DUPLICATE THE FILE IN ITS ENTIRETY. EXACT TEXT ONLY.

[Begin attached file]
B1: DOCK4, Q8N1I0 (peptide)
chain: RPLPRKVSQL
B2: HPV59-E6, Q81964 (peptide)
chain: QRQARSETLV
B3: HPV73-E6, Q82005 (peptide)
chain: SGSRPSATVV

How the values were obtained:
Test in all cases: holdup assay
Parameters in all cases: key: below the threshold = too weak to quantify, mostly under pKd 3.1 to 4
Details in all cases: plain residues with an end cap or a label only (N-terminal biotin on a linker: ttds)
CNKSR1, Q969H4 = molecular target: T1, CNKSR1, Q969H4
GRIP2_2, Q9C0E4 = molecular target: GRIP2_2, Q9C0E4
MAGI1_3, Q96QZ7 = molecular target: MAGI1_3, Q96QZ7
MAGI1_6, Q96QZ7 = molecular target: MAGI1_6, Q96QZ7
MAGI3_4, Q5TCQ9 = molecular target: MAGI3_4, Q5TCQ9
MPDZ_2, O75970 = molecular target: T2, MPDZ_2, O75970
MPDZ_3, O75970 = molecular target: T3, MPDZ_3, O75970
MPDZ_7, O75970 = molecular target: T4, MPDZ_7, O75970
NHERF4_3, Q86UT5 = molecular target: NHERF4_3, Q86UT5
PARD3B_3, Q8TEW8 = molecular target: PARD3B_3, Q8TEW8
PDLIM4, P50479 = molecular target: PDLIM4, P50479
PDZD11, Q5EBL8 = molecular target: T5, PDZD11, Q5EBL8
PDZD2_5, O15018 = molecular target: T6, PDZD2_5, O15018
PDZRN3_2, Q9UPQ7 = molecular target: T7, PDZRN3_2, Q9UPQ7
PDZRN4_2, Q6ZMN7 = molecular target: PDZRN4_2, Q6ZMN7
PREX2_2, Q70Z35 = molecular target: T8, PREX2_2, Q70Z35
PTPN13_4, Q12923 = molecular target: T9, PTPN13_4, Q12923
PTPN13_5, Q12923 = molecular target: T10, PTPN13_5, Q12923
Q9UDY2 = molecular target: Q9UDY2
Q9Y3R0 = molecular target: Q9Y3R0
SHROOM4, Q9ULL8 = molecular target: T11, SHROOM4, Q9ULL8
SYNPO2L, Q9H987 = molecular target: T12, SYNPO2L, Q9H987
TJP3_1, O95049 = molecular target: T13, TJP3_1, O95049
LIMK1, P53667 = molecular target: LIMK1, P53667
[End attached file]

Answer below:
B1: DOCK4, Q8N1I0 (peptide)
chain: RPLPRKVSQL
B2: HPV59-E6, Q81964 (peptide)
chain: QRQARSETLV
B3: HPV73-E6, Q82005 (peptide)
chain: SGSRPSATVV

How the values were obtained:
Test in all cases: holdup assay
Parameters in all cases: key: below the threshold = too weak to quantify, mostly under pKd 3.1 to 4
Details in all cases: plain residues with an end cap or a label only (N-terminal biotin on a linker: ttds)
CNKSR1, Q969H4 = molecular target: T1, CNKSR1, Q969H4
GRIP2_2, Q9C0E4 = molecular target: GRIP2_2, Q9C0E4
MAGI1_3, Q96QZ7 = molecular target: MAGI1_3, Q96QZ7
MAGI1_6, Q96QZ7 = molecular target: MAGI1_6, Q96QZ7
MAGI3_4, Q5TCQ9 = molecular target: MAGI3_4, Q5TCQ9
MPDZ_2, O75970 = molecular target: T2, MPDZ_2, O75970
MPDZ_3, O75970 = molecular target: T3, MPDZ_3, O75970
MPDZ_7, O75970 = molecular target: T4, MPDZ_7, O75970
NHERF4_3, Q86UT5 = molecular target: NHERF4_3, Q86UT5
PARD3B_3, Q8TEW8 = molecular target: PARD3B_3, Q8TEW8
PDLIM4, P50479 = molecular target: PDLIM4, P50479
PDZD11, Q5EBL8 = molecular target: T5, PDZD11, Q5EBL8
PDZD2_5, O15018 = molecular target: T6, PDZD2_5, O15018
PDZRN3_2, Q9UPQ7 = molecular target: T7, PDZRN3_2, Q9UPQ7
PDZRN4_2, Q6ZMN7 = molecular target: PDZRN4_2, Q6ZMN7
PREX2_2, Q70Z35 = molecular target: T8, PREX2_2, Q70Z35
PTPN13_4, Q12923 = molecular target: T9, PTPN13_4, Q12923
PTPN13_5, Q12923 = molecular target: T10, PTPN13_5, Q12923
Q9UDY2 = molecular target: Q9UDY2
Q9Y3R0 = molecular target: Q9Y3R0
SHROOM4, Q9ULL8 = molecular target: T11, SHROOM4, Q9ULL8
SYNPO2L, Q9H987 = molecular target: T12, SYNPO2L, Q9H987
TJP3_1, O95049 = molecular target: T13, TJP3_1, O95049
LIMK1, P53667 = molecular target: LIMK1, P53667